Fall is officially here; the weather is getting cooler and I finally went out and ripped up most of the dead plants in the garden. There were still a ton of green tomatoes though, so I picked them and created a meal around them. As you know, I love fried green tomatoes, but don’t really enjoy frying things that much, and can really only eat so many of them. So, I decided to make a green tomato casserole. This robust side dish needed an entree that wouldn’t be overshadowed by the zing of the tomatoes so I decided to make my grandmother’s “hot Italian roast beef” with some rice. It was a perfect meal for a cool autumn evening, and we’re still eating the roast on sandwiches.

Green Tomato Casserole

5-6 medium sized green tomatoes (or more)
1 1/2 tsp. salt
1 tsp. sugar
1 tsp. pepper
bread crumbs
1 cup cheddar cheese with some extra for sprinkling
1 tbsp. butter

Preheat oven to 400 degrees.
Slice tomatoes about 1/4″ thick and line the bottom of an 8×8″ casserole dish. Mix salt, sugar, and pepper together in a bowl and sprinkle over tomato slices. Sprinkle with bread crumbs and half of cheese. Place another layer of tomatoes, seasoning, bread crumbs and cheese. End with a layer of tomatoes, seasoning, and bread crumbs. Dot with butter and bake for 1 hour. Once casserole is bubbly and brown around the edges sprinkle with remaining cheese and bake until melted.

Hot Italian Roast Beef

1 tbsp. butter
1 5 lb. beef roast (I think I used top round roast)
1 28 oz. can diced tomatoes with juice
1/3 c. water
2 tsp. crushed red pepper
1 tsp. salt

In a Dutch oven melt butter over medium heat. Brown roast on all sides. Add remaining ingredients. Cover and simmer until roast is tender (about 3.5 – 4 hours). Remove meat from broth and make gravy by thickening broth slightly. When ready to serve slice meat and reheat in gravy. This makes very good hot roast beef sandwiches.
I found that the roast was pretty charred on the bottom by the end of the braising…next time I’ll turn it occasionally. This could also be made in the slow cooker after the meat has been browned.

Grilled smokey chicken with fried okra and fried green corn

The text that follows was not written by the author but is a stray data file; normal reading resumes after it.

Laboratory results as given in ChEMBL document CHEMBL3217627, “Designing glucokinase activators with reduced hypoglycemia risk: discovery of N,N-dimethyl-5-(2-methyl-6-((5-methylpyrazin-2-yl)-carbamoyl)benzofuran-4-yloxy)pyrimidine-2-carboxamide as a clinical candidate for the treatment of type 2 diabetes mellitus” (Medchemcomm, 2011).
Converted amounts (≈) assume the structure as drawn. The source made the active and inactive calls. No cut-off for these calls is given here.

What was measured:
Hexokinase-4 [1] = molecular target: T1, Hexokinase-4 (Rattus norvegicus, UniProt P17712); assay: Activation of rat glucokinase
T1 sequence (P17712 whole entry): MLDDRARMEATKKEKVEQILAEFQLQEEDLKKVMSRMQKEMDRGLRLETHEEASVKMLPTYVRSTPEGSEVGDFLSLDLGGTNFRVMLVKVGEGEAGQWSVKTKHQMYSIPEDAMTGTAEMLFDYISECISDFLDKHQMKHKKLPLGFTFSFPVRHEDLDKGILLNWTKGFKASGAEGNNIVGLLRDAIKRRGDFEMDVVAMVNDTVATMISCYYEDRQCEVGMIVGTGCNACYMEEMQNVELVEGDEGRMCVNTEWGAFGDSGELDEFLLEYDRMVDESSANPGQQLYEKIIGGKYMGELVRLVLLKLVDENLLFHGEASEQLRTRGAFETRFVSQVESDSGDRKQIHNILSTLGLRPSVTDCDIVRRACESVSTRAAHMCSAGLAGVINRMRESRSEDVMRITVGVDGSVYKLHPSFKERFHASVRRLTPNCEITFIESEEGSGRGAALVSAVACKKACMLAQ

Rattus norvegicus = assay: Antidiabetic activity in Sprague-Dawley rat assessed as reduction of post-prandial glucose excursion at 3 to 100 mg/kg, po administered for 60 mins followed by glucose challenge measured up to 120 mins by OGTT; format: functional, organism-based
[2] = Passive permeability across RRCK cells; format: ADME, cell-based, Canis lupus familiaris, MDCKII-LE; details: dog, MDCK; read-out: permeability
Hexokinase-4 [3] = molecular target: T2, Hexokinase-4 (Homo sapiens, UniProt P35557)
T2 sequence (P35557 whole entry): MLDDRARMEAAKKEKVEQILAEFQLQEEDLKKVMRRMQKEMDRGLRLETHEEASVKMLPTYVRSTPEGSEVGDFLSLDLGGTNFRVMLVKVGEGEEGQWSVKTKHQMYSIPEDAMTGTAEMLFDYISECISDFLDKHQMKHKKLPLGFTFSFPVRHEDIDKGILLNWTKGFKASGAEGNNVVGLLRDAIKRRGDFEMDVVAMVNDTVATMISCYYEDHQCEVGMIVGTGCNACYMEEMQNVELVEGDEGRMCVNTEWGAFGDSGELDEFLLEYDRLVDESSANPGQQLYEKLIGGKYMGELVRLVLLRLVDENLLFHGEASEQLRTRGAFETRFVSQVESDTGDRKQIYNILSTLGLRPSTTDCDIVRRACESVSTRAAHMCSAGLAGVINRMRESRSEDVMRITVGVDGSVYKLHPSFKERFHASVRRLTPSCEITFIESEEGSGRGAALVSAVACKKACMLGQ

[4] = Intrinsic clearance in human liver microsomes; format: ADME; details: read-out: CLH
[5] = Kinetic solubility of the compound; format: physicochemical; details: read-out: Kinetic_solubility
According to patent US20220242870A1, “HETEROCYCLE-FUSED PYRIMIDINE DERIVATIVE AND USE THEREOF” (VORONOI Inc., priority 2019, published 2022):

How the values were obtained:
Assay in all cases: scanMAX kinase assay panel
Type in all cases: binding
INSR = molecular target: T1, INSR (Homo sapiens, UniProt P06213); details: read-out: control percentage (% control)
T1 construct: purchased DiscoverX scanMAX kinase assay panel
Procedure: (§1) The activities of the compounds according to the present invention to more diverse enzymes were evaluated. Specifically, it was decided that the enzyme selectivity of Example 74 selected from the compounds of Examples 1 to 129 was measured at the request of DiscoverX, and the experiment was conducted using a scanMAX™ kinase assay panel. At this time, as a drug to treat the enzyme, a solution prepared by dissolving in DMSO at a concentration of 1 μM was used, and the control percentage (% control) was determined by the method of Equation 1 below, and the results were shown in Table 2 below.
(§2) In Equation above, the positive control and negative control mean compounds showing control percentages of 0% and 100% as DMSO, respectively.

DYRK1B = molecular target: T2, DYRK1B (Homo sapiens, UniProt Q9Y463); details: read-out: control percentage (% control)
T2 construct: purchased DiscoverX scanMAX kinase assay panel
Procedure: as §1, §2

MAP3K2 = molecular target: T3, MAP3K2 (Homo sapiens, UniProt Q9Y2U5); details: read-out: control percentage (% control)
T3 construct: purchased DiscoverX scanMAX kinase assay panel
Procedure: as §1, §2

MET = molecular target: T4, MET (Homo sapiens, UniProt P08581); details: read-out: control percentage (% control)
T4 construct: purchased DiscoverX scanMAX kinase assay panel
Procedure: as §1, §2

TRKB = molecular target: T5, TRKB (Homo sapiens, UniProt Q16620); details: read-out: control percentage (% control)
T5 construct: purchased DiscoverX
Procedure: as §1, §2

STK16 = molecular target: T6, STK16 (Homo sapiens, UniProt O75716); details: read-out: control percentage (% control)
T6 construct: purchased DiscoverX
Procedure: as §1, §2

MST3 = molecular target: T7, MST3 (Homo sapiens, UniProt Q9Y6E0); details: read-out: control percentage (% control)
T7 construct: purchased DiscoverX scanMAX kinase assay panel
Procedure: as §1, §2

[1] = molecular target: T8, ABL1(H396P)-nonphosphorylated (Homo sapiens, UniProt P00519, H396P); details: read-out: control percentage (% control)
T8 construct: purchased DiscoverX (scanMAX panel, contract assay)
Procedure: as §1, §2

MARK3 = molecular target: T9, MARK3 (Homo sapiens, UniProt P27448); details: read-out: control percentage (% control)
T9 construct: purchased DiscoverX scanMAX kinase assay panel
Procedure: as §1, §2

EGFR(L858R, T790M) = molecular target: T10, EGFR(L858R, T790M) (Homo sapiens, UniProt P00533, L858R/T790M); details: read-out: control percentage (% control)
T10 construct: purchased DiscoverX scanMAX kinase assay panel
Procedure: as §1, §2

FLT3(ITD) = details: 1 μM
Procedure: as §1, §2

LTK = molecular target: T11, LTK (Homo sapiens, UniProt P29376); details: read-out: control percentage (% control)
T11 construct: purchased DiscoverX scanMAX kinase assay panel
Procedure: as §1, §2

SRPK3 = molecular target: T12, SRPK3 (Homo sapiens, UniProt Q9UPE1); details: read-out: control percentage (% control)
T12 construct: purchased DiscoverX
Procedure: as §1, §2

I guess my trip to Atlanta got me in the mood for fried food. I really don’t fry things often, but sometimes it just has to be done. Take okra, for instance. Now I love some okra. Stewed okra and tomatoes is one of my favorite summer dishes; in fact, I plan to make that soon, so stay tuned. But, most people prefer it fried. I have to admit, there’s nothing like fried okra. Okra has a bit of “slime” to it, a characteristic that many would argue is one of its main attributes. It’s because of that “slime” that it works so well stewed, and is often added to soups as a thickening agent. Frying okra “de-slimes” it and makes nice crunchy little nuggets that are wonderfully addictive. This time of year down South the okra is growing tall and prolific. Here in New England it’s difficult to find and expensive. I won’t tell you how much I paid for it, but I was so excited that I bought a pound. I used the recipe in Southern Sideboards, which doesn’t call for using an egg wash, but I think I’ll try that next time. My husband used to work at Ajax restaurant in Oxford, MS and he said they used an egg wash and the breading adhered to the okra really well (I can attest to that; their fried okra is good).

Fried Okra (from Southern Sideboards)
Wash 1 lb. fresh okra and slice into 1/2 inch rounds or thaw 1 10 oz. package cut okra. Toss okra in plastic bag with 1/2 c. white corn meal seasoned with salt and pepper. Fry in hot oil in skillet, turning often and sprinkling with salt and pepper as needed. When lightly browned, remove with slotted spoon and drain on paper towels.

Fried Green Corn (from Edna Lewis’s The Taste of Country Cooking)
My visit to Watershed prompted me to get out Edna Lewis’s cookbook, which by coincidence I just ordered a month or so ago. There are some great old fashioned recipes in this book. “Green” doesn’t mean that the corn is the color green; it means that it’s fresh (same goes with “green” peanuts, FYI).
6 ears of corn
2 tbs. fresh bacon fat or butter
1/2 tsp. salt
2 tsp. sugar
1/4 tsp. black pepper

Slice the corn from the cob*. Scrape the cob downward to get any remaining corn left near the cob. Heat a 9 in. skillet and add the fat. When hot, spoon in the corn and cook for 15 to 20 min., stirring often. While cooking, sprinkle in salt, sugar, and pepper. Serve piping hot.

*I use my bundt pan to do this. Put the stalk side down into the opening of the bundt pan and hold the top of the ear. Use a chef’s knife or some kind of large-ish knife to slice down the cob. The corn kernels and juices should just fall right into the pan without much mess.

Grilled smokey chicken
I’m calling this “grilled smokey chicken” because although I cooked it at a pretty low heat, I wasn’t consistent about it and I think if I were to truly smoke chicken I would brine it beforehand and cook it for several hours at a steady low heat. Instead, I skipped the brine and let the temperature fluctuate between 250-350 (controlling heat is sometimes tough on a charcoal grill). Also, as an experiment I decided not to brown the skin this time (as you can also see in the picture), but I think I will next time. It does add a lot of flavor and nice texture. Nevertheless, it turned out good enough to recommend to you. If you have suggestions on improvement I’d love to hear them!

1 cut up chicken
seasoning of your preference: bbq rub, Tony Chachere’s, etc.